# Which direction will the pencil fall

1. Apr 15, 2004

### MathematicalPhysicist

we have a pencil and you put the pencil with the spearhead of it downward (lets say in earth and on a table), now you release your hand from the pencil to which direction will the pencil fall?
after a few experiments will the direction be the same as the first observation?

2. Apr 15, 2004

### Chen

If you can keep the conditions the same throughout the series of experiments, it should fall to the same direction - if it falls at all. But you can't in real life, at least not with your hand. You can't possibly keep the pencil absolutely vertical to the table, and it's even harder to release the pencil with your fingers precisely the same way, every time.

3. Apr 15, 2004

### arildno

I think it's a chaotic phenomenon: If the parameters governing one experiment is slightly different from those governing the second experiment, the fall direction might alter appreciably.

4. Apr 15, 2004

### MathematicalPhysicist

i thought to name this thread pencils and chaos (but because lack of full understanding of chaos didnt).
btw i might be wrong but isnt a chaotic phenomon is a situation where the initial conditions are the same (more or less) but the result is different therefore you cant predict it's behaviour.

5. Apr 15, 2004

### MathematicalPhysicist

just one thing to clear, can a pencil in earth (with it's g) not fall at all?
how can this event happen without an outside force (besides the force acting on it from the centre of earth and the friction with the air) acting on it?

6. Apr 15, 2004

### arildno

It is the "more or less" sameness both Chen and I pointed out; the behaviour of a chaotic
system is not "indeterminate".
With "indeterminate" I mean the impossibility of setting up an initial-value problem where a unique solution exists; that is, whatever choices of parameters you make, you necessarily have an ill-posed problem.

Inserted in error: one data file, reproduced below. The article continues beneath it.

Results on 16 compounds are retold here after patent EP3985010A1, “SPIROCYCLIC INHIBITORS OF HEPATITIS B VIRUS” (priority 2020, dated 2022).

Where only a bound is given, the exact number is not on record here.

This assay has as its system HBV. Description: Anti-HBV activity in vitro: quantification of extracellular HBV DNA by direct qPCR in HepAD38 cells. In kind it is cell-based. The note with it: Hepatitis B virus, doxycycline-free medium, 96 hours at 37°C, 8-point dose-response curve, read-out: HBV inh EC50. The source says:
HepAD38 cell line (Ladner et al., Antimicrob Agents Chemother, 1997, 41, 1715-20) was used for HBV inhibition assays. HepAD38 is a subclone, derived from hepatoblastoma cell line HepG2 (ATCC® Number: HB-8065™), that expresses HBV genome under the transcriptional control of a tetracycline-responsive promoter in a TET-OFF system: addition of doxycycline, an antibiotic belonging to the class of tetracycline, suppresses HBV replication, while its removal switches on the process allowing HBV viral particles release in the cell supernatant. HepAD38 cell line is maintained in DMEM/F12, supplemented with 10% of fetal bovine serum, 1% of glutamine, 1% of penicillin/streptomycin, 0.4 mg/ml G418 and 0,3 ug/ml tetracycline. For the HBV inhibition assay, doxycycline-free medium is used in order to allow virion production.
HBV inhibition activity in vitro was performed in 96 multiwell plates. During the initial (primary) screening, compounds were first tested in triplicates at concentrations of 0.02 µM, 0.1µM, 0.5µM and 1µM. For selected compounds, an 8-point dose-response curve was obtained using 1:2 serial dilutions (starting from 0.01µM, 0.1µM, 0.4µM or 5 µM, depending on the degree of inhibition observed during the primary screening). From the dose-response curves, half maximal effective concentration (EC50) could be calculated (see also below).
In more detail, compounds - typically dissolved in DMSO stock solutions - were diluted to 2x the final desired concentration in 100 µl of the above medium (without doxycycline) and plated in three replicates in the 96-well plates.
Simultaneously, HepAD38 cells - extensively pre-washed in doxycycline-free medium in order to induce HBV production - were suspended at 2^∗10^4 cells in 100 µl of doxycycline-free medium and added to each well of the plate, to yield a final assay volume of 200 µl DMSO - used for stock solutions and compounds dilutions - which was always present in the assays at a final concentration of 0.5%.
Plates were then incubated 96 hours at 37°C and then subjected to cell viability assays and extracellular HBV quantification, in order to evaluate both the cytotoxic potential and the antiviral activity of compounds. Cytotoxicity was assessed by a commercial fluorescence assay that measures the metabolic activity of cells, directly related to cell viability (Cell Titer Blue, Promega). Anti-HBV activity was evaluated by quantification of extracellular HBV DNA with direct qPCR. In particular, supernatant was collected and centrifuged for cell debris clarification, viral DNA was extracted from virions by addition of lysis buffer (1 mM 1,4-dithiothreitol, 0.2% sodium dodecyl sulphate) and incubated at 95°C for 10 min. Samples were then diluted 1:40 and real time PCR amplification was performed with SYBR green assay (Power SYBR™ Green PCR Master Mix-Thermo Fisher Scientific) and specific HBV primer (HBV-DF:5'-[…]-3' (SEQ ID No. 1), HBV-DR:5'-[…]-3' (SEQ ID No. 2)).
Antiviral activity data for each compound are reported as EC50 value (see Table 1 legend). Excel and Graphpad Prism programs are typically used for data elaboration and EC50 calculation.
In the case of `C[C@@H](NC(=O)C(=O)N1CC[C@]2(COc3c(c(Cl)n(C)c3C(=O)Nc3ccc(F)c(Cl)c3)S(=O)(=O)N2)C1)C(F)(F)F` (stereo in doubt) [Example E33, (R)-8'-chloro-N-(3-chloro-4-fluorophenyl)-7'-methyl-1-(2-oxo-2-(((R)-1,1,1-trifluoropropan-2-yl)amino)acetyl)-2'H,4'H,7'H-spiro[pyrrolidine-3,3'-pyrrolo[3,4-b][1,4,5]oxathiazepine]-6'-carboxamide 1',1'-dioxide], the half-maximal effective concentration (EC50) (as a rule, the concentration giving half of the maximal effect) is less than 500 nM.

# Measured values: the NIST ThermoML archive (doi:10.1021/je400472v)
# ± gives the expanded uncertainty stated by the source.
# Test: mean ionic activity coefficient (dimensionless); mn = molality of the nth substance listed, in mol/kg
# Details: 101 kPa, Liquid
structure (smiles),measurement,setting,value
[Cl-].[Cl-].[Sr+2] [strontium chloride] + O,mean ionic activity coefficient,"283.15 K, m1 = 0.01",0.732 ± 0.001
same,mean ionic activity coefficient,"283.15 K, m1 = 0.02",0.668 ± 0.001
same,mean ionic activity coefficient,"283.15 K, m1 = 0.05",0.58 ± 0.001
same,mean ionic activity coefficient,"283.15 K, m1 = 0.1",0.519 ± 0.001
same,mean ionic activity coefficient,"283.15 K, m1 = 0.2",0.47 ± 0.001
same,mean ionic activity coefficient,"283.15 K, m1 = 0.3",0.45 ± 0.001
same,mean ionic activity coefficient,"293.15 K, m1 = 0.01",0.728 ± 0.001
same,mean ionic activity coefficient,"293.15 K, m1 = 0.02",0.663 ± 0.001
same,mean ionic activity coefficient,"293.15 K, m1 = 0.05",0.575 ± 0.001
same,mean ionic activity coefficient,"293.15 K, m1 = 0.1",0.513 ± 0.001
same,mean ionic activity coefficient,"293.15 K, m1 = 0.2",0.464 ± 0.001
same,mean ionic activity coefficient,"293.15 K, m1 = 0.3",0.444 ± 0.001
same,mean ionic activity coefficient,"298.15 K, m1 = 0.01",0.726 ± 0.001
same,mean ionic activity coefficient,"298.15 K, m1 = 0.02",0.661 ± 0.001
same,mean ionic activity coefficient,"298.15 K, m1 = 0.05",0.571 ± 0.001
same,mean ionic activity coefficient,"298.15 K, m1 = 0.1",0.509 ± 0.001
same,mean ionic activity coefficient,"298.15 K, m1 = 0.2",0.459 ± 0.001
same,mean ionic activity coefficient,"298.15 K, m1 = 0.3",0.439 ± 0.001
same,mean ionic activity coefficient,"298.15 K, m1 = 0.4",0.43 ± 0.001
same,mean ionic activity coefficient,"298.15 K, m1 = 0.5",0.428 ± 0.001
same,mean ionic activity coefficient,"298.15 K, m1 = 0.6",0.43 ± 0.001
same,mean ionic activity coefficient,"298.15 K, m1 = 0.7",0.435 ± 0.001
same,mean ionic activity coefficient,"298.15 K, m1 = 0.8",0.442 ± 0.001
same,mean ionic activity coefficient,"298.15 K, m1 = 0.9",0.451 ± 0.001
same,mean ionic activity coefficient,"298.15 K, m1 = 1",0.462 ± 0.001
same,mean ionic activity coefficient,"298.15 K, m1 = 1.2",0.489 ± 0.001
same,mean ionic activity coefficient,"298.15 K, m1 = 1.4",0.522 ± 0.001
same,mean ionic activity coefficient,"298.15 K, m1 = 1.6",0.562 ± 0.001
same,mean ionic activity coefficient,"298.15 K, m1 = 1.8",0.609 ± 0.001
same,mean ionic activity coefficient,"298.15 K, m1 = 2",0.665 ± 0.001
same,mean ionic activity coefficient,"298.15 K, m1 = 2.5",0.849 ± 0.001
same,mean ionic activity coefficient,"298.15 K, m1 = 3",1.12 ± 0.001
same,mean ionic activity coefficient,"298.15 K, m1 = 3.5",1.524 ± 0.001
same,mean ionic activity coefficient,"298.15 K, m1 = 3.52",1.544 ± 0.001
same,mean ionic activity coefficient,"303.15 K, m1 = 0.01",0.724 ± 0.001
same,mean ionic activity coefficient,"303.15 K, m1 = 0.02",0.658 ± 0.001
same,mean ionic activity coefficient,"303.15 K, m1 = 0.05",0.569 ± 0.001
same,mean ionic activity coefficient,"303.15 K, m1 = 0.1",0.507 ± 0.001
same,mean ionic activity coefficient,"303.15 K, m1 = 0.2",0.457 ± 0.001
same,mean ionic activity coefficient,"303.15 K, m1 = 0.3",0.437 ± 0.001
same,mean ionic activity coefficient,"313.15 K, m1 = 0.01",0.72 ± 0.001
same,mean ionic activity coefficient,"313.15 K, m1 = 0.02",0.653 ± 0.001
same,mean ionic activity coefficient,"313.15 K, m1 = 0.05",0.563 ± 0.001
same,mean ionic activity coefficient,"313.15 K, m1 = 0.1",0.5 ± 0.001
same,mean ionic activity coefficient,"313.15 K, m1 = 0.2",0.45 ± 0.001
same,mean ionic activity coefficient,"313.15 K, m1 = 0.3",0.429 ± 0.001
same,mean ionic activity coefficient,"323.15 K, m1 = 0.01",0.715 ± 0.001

In practice, I believe chaotic systems are studied by statistical means; i.e. calculating
probabilities of various outcomes.

7. Apr 15, 2004

### Chi Meson

The other force is the support force (aka "normal" force) from the table. If you can get the pencil's center of mass to be positioned perfectly above the point of contact between pencil point and table, then the two forces will balance, and there will be no torque. This is possible, and it gets easier when the point is not so sharp.

BTW, take any dozen eggs, on any day of the year (enough with this equinox BS) you should be able to balance most of them on their ends on a flat table. Most people just assume its impossible, but with enough patience, (and no air currents) you can balance anything.

8. Apr 15, 2004

### Chen

Haha, don't you love those people that gather around in parks on the equinox day and play with eggs? :tongue: I wonder what the origin is of this tradition.

9. Apr 16, 2004

### AntiMagicMan

Chaotic systems are ones with an incredibly sensitive dependance on initial conditions, so a small change dx in starting posistion could make a very appreciable change x in final posistion.

10. Apr 16, 2004

### MathematicalPhysicist

what's the point in the experiment if not to give the ideal conditions and one of them is that the pencil's point is as sharp as it can be.
it's easy to balance the pencil when the point isnt that sharp (because of the surface of the point) but what about a sharp pencil (as sharp as it can cut you )?

11. Apr 16, 2004

### Chi Meson

As you go from a "dull" pencil to a sharper and sharper tip, you go from "real" world to "ideal" world. If you're going into "ideal" sharpness (tip is one single atom of carbon), then you have to also allow other ideal conditions. THerefore, the balancing of the pencil becomes no less possible at ideal extremes, since you would "ideally" still be able to get the canter of mass positioned directly over the single atomic point of contact. Ideally there would be no air currents, the table would be perfectly flat and perfectly smooth, and there would be no other forces acting on the pencil.

Certainly, someone will bring on the HUP, but the uncertainty of position of the center of mass would, I'm sure, be much smaller than the size of the carbon atom at the tip of the pencil. DO correct me if I am wrong.

12. Apr 16, 2004

### Chi Meson

Ha Ha, I get it.